A fundamental study of tethered polymer chains in gel systems

Yanbin Huang, Purdue University

Abstract

Two types of tethered polymers in the gel system were studied in this work. One involved polymer Chains grafted on the gel surface, while the other Consisted of the gel itself where mesh chains were tethered on each other through their chain ends. ^ Surface-tethered polymer chains were studied both theoretically and experimentally with the consideration of their application as adhesion promoters for the hydrogel mucoadhesion. On the theoretical side, the mucous layer was modeled as a highly-swollen gel, and the single-chain mean-field theory was used to examine the function of tethered polymers in the gel/gel adhesion. It was shown that the gel/gel adhesion Could be controlled by specifically designed tethered polymer layers. The effects of the following factors on the gel/gel adhesion had been studied: the polymer/gel interaction, the surface coverage of tethered polymers, and the copolymer compositions. On the experimental side, the interaction between mucins and tethered poly(ethylene glycol) (PEG) chains had been studied by adsorption experiments and direct surface force measurements, using surface plasmon resonance spectroscopy and surface force apparatus, respectively. The results suggested that the mucin/PEG interaction depended on the pH values of the buffer solution. In lower pH conditions, the binding between mucins and PEG chains was found to be stronger. ^ The single-chain mean-field theory was used to develop a new polymer gel theory, which took the mesh chains or star polymers as the characteristic units of polymer gels. Predictions based on the new theory were compared with the experimental data as well as the predictions of Flory theory. The effect of the preparation conditions on the relaxed state of gels was discussed. The ability of the new theory to describe gels of complex polymer structures was tested. ^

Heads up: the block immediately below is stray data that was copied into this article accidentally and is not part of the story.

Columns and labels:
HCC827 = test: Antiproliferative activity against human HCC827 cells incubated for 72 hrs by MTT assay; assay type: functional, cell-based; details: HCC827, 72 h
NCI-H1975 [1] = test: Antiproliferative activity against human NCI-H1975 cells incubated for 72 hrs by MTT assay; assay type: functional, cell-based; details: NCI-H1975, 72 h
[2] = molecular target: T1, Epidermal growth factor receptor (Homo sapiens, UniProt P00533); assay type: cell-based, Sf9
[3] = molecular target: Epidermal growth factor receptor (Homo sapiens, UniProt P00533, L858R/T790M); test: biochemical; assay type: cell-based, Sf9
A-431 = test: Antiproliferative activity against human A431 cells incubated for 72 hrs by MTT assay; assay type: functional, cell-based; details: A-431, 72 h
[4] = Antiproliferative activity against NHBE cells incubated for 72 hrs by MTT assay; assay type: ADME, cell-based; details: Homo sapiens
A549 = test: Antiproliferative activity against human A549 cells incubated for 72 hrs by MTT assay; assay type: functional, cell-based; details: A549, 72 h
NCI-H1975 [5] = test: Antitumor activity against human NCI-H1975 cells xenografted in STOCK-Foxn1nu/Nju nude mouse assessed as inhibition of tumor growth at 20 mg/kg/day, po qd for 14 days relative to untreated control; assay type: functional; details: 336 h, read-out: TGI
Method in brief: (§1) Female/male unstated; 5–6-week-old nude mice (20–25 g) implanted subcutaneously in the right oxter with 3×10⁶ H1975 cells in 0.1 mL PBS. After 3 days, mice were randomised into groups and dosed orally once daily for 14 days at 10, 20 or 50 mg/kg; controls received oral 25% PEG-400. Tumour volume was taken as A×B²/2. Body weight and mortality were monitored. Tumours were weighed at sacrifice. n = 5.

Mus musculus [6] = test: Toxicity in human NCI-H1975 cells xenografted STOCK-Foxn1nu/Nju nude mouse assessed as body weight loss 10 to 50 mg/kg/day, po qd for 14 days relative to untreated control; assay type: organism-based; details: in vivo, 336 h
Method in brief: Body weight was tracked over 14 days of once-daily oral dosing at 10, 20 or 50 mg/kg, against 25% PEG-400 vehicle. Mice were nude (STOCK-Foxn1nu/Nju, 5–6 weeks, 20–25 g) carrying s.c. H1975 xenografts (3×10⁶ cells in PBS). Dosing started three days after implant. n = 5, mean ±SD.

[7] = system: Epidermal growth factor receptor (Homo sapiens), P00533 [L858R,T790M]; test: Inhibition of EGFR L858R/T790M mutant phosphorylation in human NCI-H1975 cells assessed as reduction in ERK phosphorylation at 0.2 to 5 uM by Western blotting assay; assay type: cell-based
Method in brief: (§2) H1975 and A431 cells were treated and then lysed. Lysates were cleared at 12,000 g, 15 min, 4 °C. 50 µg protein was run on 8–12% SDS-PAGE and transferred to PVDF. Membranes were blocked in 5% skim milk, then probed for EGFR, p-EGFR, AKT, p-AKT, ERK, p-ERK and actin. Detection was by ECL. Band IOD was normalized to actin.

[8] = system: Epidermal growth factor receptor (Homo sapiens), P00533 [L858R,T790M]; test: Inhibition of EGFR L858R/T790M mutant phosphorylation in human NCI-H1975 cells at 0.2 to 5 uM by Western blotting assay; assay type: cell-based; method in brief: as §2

Degree

Ph.D.

Advisors

Major Professors: Nicholas A Peppas, Purdue University, Igal Szleifer, Purdue University.

Subject Area

Chemistry, Polymer|Engineering, Chemical

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